ScienceDaily (Jan. 7, 2009) – The novel design of a deep muscle along the spinal column called the multifidus muscle may in fact be key to spinal support and a healthy back, according to researchers at the University of California, San Diego School of Medicine.
Their findings about the potentially important “scaffolding” role of this poorly understood muscle has been published on line in advance of the January issue of the Journal of Bone and Joint Surgery.
“The multifidus muscle was formerly thought to be relatively unimportant based on its fairly small size,” said Richard L. Lieber, Ph.D., Professor and Vice Chair of UC San Diego’s Department of Orthopedic Surgery and Director of the National Center for Skeletal Muscle Rehabilitation Research, based at UC San Diego. Lieber is also Senior Research Career Scientist at the Veterans Affairs San Diego Health System. “Our research shows that it’s actually the strongest muscle in the back because of its unique design. It’s like a long, skinny pencil packed with millions of tiny fibers.”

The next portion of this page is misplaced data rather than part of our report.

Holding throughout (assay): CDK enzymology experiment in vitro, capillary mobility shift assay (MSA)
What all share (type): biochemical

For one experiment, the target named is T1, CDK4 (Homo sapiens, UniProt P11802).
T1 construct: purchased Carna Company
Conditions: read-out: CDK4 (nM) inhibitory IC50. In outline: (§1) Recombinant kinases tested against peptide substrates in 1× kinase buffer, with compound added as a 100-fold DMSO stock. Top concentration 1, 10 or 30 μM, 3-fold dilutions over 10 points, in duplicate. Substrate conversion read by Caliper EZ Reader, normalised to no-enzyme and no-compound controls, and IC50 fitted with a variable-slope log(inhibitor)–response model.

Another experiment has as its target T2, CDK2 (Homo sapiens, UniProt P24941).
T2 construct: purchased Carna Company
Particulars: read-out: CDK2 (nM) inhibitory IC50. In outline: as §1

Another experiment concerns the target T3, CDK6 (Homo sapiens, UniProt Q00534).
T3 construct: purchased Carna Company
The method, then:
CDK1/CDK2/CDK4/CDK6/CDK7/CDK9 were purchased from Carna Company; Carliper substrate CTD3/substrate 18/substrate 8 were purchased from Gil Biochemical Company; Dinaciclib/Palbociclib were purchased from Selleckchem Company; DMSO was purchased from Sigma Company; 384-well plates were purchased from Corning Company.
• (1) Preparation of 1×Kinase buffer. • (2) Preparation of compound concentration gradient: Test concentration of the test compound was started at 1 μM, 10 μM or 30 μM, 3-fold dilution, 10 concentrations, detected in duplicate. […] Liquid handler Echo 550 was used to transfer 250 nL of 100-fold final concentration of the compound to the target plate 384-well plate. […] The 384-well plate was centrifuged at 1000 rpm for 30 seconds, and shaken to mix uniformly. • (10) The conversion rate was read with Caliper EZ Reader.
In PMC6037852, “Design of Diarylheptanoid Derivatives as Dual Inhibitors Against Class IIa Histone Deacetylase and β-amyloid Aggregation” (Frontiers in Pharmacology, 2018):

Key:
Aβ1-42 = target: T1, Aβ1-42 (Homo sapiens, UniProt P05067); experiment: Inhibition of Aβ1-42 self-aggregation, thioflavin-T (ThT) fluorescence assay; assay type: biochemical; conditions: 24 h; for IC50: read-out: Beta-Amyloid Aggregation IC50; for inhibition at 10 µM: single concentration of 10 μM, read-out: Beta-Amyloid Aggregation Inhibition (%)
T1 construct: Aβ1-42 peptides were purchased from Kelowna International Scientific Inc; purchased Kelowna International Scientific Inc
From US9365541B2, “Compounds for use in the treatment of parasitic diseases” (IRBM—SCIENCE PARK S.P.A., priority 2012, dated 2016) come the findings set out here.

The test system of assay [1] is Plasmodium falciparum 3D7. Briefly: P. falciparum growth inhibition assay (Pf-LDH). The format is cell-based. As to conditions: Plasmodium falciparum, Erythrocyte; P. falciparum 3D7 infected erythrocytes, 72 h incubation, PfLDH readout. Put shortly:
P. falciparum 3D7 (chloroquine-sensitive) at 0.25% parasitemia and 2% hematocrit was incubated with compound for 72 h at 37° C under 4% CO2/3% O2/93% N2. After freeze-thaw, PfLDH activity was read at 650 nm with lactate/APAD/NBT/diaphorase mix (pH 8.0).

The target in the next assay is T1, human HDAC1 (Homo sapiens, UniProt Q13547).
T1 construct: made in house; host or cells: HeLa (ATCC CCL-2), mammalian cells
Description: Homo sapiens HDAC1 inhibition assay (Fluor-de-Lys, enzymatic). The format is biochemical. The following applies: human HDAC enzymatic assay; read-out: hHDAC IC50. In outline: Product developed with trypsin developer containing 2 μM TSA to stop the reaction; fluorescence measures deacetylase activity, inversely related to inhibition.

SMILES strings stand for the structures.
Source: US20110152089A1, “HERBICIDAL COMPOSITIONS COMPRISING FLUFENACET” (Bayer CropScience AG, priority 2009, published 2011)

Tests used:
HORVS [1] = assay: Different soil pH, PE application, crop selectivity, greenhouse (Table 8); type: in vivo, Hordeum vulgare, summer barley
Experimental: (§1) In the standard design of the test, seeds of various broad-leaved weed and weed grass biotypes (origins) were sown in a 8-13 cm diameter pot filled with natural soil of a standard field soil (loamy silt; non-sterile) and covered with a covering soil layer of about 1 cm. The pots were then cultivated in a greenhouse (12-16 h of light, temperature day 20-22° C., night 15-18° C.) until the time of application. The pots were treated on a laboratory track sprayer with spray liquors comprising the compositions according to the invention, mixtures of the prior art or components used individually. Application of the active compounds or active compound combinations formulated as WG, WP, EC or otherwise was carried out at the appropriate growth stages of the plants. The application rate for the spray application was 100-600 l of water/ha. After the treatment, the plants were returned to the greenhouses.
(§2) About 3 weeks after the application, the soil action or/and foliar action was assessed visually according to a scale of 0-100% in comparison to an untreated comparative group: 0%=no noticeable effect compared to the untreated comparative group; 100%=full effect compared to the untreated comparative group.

The researchers discovered that the multifidus has a unique packing design consisting of short fibers arranged within rods, and that these fibers are stiffer than any other in the body. Using laser diffraction methods that they developed to measure muscle internal properties during back surgery, they demonstrated that the multifidus’ unique design serves a critical function as a stabilizer of the lumbar spine. These findings could have implications for surgery, according to Steven R. Garfin, M.D., Professor and Chair of UCSD’s Department of Orthopaedic Surgery. More…